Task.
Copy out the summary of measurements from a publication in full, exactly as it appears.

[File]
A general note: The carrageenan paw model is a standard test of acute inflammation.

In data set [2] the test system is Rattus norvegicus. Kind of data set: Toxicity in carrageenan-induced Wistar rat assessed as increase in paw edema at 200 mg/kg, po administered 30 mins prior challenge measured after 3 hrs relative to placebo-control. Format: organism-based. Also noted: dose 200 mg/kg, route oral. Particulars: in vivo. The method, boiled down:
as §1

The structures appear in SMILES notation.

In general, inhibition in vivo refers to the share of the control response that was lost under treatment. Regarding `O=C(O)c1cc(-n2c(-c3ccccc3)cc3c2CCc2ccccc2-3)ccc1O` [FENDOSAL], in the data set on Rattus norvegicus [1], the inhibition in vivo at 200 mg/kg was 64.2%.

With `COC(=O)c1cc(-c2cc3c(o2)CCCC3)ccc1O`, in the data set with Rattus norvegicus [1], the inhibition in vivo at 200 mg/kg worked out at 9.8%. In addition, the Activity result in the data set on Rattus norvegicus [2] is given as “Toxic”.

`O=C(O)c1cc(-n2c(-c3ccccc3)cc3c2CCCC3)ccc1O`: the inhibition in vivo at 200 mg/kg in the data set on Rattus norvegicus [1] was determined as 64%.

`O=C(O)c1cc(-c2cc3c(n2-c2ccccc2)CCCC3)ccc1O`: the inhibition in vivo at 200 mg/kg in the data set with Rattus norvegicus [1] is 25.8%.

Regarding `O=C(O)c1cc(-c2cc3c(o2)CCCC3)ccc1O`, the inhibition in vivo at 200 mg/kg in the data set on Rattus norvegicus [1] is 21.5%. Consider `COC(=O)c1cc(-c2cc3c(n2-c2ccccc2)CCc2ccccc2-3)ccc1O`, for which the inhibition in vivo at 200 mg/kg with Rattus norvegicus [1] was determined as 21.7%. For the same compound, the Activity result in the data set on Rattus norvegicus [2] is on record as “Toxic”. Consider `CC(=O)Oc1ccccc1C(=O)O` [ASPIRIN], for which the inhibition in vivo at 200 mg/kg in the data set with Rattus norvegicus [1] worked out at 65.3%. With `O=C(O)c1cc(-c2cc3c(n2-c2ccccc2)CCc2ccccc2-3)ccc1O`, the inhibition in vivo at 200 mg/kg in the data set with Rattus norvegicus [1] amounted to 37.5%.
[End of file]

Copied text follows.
A general note: The carrageenan paw model is a standard test of acute inflammation.

In data set [2] the test system is Rattus norvegicus. Kind of data set: Toxicity in carrageenan-induced Wistar rat assessed as increase in paw edema at 200 mg/kg, po administered 30 mins prior challenge measured after 3 hrs relative to placebo-control. Format: organism-based. Also noted: dose 200 mg/kg, route oral. Particulars: in vivo. The method, boiled down:
as §1

The structures appear in SMILES notation.

In general, inhibition in vivo refers to the share of the control response that was lost under treatment. Regarding `O=C(O)c1cc(-n2c(-c3ccccc3)cc3c2CCc2ccccc2-3)ccc1O` [FENDOSAL], in the data set on Rattus norvegicus [1], the inhibition in vivo at 200 mg/kg was 64.2%.

With `COC(=O)c1cc(-c2cc3c(o2)CCCC3)ccc1O`, in the data set with Rattus norvegicus [1], the inhibition in vivo at 200 mg/kg worked out at 9.8%. In addition, the Activity result in the data set on Rattus norvegicus [2] is given as “Toxic”.

`O=C(O)c1cc(-n2c(-c3ccccc3)cc3c2CCCC3)ccc1O`: the inhibition in vivo at 200 mg/kg in the data set on Rattus norvegicus [1] was determined as 64%.

`O=C(O)c1cc(-c2cc3c(n2-c2ccccc2)CCCC3)ccc1O`: the inhibition in vivo at 200 mg/kg in the data set with Rattus norvegicus [1] is 25.8%.

Regarding `O=C(O)c1cc(-c2cc3c(o2)CCCC3)ccc1O`, the inhibition in vivo at 200 mg/kg in the data set on Rattus norvegicus [1] is 21.5%. Consider `COC(=O)c1cc(-c2cc3c(n2-c2ccccc2)CCc2ccccc2-3)ccc1O`, for which the inhibition in vivo at 200 mg/kg with Rattus norvegicus [1] was determined as 21.7%. For the same compound, the Activity result in the data set on Rattus norvegicus [2] is on record as “Toxic”. Consider `CC(=O)Oc1ccccc1C(=O)O` [ASPIRIN], for which the inhibition in vivo at 200 mg/kg in the data set with Rattus norvegicus [1] worked out at 65.3%. With `O=C(O)c1cc(-c2cc3c(n2-c2ccccc2)CCc2ccccc2-3)ccc1O`, the inhibition in vivo at 200 mg/kg in the data set with Rattus norvegicus [1] amounted to 37.5%.